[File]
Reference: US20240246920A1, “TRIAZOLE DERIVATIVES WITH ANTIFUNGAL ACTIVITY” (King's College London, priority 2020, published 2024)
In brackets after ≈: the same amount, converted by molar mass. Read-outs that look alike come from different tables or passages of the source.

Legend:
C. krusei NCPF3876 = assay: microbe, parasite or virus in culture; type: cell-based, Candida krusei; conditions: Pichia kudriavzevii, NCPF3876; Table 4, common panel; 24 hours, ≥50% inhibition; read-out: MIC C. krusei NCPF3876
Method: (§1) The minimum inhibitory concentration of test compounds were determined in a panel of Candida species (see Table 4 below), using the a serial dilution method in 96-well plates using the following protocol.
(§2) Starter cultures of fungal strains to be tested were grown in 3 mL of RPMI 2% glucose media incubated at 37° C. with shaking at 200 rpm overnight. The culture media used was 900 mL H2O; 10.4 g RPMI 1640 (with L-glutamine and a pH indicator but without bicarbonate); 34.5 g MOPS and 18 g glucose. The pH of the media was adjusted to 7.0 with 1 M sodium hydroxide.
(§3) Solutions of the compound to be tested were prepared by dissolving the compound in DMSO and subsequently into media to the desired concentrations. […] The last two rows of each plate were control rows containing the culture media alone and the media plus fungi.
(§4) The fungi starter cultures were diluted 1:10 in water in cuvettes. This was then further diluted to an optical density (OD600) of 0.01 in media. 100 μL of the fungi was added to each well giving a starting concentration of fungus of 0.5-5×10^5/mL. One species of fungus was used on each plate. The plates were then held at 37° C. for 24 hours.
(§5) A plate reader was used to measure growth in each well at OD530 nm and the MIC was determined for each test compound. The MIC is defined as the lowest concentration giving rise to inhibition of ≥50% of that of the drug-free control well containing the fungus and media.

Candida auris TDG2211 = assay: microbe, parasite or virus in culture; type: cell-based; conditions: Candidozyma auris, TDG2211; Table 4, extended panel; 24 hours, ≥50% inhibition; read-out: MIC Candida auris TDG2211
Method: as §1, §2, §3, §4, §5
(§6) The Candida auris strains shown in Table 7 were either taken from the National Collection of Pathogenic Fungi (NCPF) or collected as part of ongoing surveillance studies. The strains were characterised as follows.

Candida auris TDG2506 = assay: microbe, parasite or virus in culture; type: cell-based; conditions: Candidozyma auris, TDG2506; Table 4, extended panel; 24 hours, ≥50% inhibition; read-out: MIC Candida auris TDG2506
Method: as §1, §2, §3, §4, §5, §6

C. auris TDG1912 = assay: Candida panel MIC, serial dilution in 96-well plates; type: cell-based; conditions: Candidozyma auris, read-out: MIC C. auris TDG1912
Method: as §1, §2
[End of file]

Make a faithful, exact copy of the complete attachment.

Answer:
Reference: US20240246920A1, “TRIAZOLE DERIVATIVES WITH ANTIFUNGAL ACTIVITY” (King's College London, priority 2020, published 2024)
In brackets after ≈: the same amount, converted by molar mass. Read-outs that look alike come from different tables or passages of the source.

Legend:
C. krusei NCPF3876 = assay: microbe, parasite or virus in culture; type: cell-based, Candida krusei; conditions: Pichia kudriavzevii, NCPF3876; Table 4, common panel; 24 hours, ≥50% inhibition; read-out: MIC C. krusei NCPF3876
Method: (§1) The minimum inhibitory concentration of test compounds were determined in a panel of Candida species (see Table 4 below), using the a serial dilution method in 96-well plates using the following protocol.
(§2) Starter cultures of fungal strains to be tested were grown in 3 mL of RPMI 2% glucose media incubated at 37° C. with shaking at 200 rpm overnight. The culture media used was 900 mL H2O; 10.4 g RPMI 1640 (with L-glutamine and a pH indicator but without bicarbonate); 34.5 g MOPS and 18 g glucose. The pH of the media was adjusted to 7.0 with 1 M sodium hydroxide.
(§3) Solutions of the compound to be tested were prepared by dissolving the compound in DMSO and subsequently into media to the desired concentrations. […] The last two rows of each plate were control rows containing the culture media alone and the media plus fungi.
(§4) The fungi starter cultures were diluted 1:10 in water in cuvettes. This was then further diluted to an optical density (OD600) of 0.01 in media. 100 μL of the fungi was added to each well giving a starting concentration of fungus of 0.5-5×10^5/mL. One species of fungus was used on each plate. The plates were then held at 37° C. for 24 hours.
(§5) A plate reader was used to measure growth in each well at OD530 nm and the MIC was determined for each test compound. The MIC is defined as the lowest concentration giving rise to inhibition of ≥50% of that of the drug-free control well containing the fungus and media.

Candida auris TDG2211 = assay: microbe, parasite or virus in culture; type: cell-based; conditions: Candidozyma auris, TDG2211; Table 4, extended panel; 24 hours, ≥50% inhibition; read-out: MIC Candida auris TDG2211
Method: as §1, §2, §3, §4, §5
(§6) The Candida auris strains shown in Table 7 were either taken from the National Collection of Pathogenic Fungi (NCPF) or collected as part of ongoing surveillance studies. The strains were characterised as follows.

Candida auris TDG2506 = assay: microbe, parasite or virus in culture; type: cell-based; conditions: Candidozyma auris, TDG2506; Table 4, extended panel; 24 hours, ≥50% inhibition; read-out: MIC Candida auris TDG2506
Method: as §1, §2, §3, §4, §5, §6

C. auris TDG1912 = assay: Candida panel MIC, serial dilution in 96-well plates; type: cell-based; conditions: Candidozyma auris, read-out: MIC C. auris TDG1912
Method: as §1, §2